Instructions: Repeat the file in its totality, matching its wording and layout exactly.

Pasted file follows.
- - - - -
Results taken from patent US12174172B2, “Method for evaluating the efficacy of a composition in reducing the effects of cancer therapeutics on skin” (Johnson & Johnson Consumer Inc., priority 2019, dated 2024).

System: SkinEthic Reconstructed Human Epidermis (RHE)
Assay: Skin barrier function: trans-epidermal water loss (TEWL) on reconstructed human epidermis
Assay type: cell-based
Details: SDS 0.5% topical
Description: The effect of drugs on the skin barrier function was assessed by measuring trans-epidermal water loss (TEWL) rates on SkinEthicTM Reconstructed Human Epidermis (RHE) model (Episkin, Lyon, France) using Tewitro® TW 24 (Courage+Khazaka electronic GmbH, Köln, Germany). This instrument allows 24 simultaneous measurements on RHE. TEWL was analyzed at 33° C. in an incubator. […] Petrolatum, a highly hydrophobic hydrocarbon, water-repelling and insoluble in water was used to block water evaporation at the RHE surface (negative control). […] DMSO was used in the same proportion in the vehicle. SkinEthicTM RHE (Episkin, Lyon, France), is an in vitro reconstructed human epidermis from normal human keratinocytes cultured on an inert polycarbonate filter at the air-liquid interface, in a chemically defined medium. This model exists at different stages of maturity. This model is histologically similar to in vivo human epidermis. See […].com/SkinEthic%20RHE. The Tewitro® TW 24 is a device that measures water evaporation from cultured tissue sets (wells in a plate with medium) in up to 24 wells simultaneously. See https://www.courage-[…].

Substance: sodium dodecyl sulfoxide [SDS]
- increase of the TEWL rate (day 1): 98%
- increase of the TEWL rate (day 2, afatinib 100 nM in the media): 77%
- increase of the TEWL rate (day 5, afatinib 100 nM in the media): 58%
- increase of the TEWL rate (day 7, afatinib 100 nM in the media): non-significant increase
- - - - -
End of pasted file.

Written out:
Results taken from patent US12174172B2, “Method for evaluating the efficacy of a composition in reducing the effects of cancer therapeutics on skin” (Johnson & Johnson Consumer Inc., priority 2019, dated 2024).

System: SkinEthic Reconstructed Human Epidermis (RHE)
Assay: Skin barrier function: trans-epidermal water loss (TEWL) on reconstructed human epidermis
Assay type: cell-based
Details: SDS 0.5% topical
Description: The effect of drugs on the skin barrier function was assessed by measuring trans-epidermal water loss (TEWL) rates on SkinEthicTM Reconstructed Human Epidermis (RHE) model (Episkin, Lyon, France) using Tewitro® TW 24 (Courage+Khazaka electronic GmbH, Köln, Germany). This instrument allows 24 simultaneous measurements on RHE. TEWL was analyzed at 33° C. in an incubator. […] Petrolatum, a highly hydrophobic hydrocarbon, water-repelling and insoluble in water was used to block water evaporation at the RHE surface (negative control). […] DMSO was used in the same proportion in the vehicle. SkinEthicTM RHE (Episkin, Lyon, France), is an in vitro reconstructed human epidermis from normal human keratinocytes cultured on an inert polycarbonate filter at the air-liquid interface, in a chemically defined medium. This model exists at different stages of maturity. This model is histologically similar to in vivo human epidermis. See […].com/SkinEthic%20RHE. The Tewitro® TW 24 is a device that measures water evaporation from cultured tissue sets (wells in a plate with medium) in up to 24 wells simultaneously. See https://www.courage-[…].

Substance: sodium dodecyl sulfoxide [SDS]
- increase of the TEWL rate (day 1): 98%
- increase of the TEWL rate (day 2, afatinib 100 nM in the media): 77%
- increase of the TEWL rate (day 5, afatinib 100 nM in the media): 58%
- increase of the TEWL rate (day 7, afatinib 100 nM in the media): non-significant increase